• pTwould have to be set such as to avoid deflation in all countries, while allowing rebalancing
wage policy conclusions
Wage policy - conclusions
  • Focus on wage flexibility is misplaced
    • Does not guarantee full employment
    • Unable to guarantee a fair and stable distr of income
    • Unable to avoid international imbalances
  • Productivity-oriented wage policy to stabilize effective demand
  • Coordination of wage bargaining systems to prevent a race to the bottom
  • In the Euro area: wage policy has to take into account current account positions
  • To avoid a deflationary adjustment: substantially higher wage growth in Germany
an alternative macroeconomic paradigm for europe
An alternative macroeconomic paradigm for Europe
  • Fiscal, monetary, and industrial policy should aim at full employment, ecological sustainability, and equality.
  • Minimum wages, social benefits and public services across Europe
  • financed by a European budget funded by increased progressive taxation of corporations, banks, and higher incomes.
  • The European Central Bank should become a real Central Bank
    • responsible for the supply of funds necessary for green investments and social cohesion
how to create more and better jobs
How to create more and better jobs?
  • Strengthening of the bargaining power of labour.
    • union legislation,
    • increasing the coverage of collective bargaining,
    • increasing the social wage via public goods and social security,
    • establishing sufficiently high minimum wages,
    • regulating high/executive pay,
    • international labour standards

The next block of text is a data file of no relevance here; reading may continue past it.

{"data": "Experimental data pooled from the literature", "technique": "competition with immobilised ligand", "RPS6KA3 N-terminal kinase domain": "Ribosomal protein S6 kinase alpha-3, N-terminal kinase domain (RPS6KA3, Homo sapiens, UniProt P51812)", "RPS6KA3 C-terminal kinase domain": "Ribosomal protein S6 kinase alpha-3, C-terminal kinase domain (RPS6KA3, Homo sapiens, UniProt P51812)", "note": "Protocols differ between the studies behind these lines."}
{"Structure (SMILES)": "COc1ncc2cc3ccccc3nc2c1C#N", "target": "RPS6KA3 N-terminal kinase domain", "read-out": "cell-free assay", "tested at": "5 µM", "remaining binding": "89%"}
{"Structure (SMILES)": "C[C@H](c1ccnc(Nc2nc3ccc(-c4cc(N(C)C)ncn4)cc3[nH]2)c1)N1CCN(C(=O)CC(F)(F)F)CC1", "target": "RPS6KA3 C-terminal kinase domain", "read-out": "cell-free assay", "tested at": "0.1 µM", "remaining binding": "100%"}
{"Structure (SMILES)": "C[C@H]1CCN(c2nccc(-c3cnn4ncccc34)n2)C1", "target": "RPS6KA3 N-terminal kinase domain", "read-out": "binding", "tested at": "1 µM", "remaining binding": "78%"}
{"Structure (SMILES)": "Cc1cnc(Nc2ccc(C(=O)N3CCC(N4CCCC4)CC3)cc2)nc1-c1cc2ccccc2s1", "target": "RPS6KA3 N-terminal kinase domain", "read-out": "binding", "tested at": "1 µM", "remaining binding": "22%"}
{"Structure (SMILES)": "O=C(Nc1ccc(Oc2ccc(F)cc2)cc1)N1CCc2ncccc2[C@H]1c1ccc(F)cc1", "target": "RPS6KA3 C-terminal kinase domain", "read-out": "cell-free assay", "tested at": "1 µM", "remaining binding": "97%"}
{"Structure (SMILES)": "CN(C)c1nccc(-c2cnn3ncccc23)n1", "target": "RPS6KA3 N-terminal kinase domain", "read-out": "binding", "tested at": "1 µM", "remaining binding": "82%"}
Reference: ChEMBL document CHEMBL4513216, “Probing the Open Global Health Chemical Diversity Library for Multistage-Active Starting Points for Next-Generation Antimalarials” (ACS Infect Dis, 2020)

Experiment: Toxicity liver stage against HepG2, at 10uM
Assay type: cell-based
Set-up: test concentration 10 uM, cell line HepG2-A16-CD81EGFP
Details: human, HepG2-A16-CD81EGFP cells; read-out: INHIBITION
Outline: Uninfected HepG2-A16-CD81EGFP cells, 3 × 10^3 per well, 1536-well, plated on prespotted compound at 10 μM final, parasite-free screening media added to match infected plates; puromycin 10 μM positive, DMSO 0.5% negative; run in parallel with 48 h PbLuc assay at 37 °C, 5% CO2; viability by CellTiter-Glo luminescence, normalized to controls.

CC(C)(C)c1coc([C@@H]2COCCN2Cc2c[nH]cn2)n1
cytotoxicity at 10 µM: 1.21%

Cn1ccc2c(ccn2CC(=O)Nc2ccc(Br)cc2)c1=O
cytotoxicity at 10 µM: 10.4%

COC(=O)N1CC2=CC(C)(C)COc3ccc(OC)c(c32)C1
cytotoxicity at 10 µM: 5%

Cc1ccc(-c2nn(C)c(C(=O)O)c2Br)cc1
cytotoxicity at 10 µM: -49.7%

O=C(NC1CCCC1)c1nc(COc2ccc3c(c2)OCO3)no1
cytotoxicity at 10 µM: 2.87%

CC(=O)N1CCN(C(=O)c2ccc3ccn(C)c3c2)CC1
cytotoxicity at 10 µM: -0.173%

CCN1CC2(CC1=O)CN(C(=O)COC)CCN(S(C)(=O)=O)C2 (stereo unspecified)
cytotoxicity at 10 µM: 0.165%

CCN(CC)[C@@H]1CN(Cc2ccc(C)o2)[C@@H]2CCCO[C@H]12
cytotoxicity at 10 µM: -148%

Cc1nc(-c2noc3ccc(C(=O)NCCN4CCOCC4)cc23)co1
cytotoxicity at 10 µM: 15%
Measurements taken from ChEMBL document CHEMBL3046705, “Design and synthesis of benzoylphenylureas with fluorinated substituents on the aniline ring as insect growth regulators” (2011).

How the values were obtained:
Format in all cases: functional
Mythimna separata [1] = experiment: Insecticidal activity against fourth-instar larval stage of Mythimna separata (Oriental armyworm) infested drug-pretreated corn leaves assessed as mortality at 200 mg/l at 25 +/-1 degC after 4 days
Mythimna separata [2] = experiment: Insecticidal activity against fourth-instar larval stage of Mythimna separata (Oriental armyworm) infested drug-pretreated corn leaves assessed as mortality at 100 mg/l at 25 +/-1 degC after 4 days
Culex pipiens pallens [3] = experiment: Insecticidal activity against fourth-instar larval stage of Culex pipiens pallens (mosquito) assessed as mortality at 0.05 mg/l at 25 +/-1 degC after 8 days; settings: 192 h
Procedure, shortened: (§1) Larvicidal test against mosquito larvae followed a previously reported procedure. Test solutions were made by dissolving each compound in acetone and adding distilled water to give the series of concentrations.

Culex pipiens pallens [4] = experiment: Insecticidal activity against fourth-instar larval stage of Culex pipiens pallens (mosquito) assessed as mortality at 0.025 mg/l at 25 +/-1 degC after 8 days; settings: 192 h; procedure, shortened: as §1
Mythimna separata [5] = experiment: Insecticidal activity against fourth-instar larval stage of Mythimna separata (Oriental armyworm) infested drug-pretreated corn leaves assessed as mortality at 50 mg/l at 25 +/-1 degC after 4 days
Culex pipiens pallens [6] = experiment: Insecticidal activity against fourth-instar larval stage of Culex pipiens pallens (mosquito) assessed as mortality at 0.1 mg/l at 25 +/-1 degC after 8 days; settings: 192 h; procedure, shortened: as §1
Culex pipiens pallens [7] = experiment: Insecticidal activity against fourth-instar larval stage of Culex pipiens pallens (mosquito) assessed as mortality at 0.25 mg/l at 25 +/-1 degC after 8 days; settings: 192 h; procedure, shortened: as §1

• shorten working hours with wage compensation
    • in particular in the case of low/median wage earners,
    • More equal countries have shorter working hours. (Schor, 2010)
    • shortening of hours →higher hourly productivity.
    • The UK and the US have much longer hours than Germany and Netherlands.
    • an employer in the UK needs more demand than the German employer to create an additional job
how to create more and better jobs1
...How to create more and better jobs?
  • create jobs in labour intensive services -education, child care, nursing homes, health, community and social services & improve pay and working conditions in these industries
    • different from the former reliance on low pay service jobs with weaker labour unions in the UK.
    • socializing the invisible care
  • Strengthen the link between productive investment and profits
    • if private sector investment had grown at the same pace as GDP during 2000-2009, private sector employment in the advanced economies would have been higher by 5.8 million in 2009 (IILS)
    • Reverse financialisation and the short-termism/maximisation of the dividends to the share holders and managerial bonuses.
    • stimulate investments via higher demand
    • Public investment in renewable energy, infrastructure, public transport, housing
ft on labour share threat to recovery
FT on ↓labour share:”threat to recovery”

“The decline in the labour share, along with a shift of labour income towards higher earners, may be an important part of why the US economic recovery is so sluggish. Workers on lower wages consume much of their income, while higher wage earners and those with capital income are more likely to save.”

Robin Harding, “Pay gap a $740bn threat to US recovery”, Financial Times, December 14, 2011

slide17

Unemployment rate, %

Ameco, 2011 May forecast

slide18

% change in real wages (Compensation per employee)

A policy of real deflation in 2010-11 in the periphery!

Strong wage moderation in Germany (wage increase<productivity)

Ameco, 2011 May forecast

*UK also in 2008; cumulative change 2011/2007

**Germany fall in 2007, cumulative change 2011/2006

***Slovenia only in 2011

****Latvia also in 2008; cumulative change 2011/2007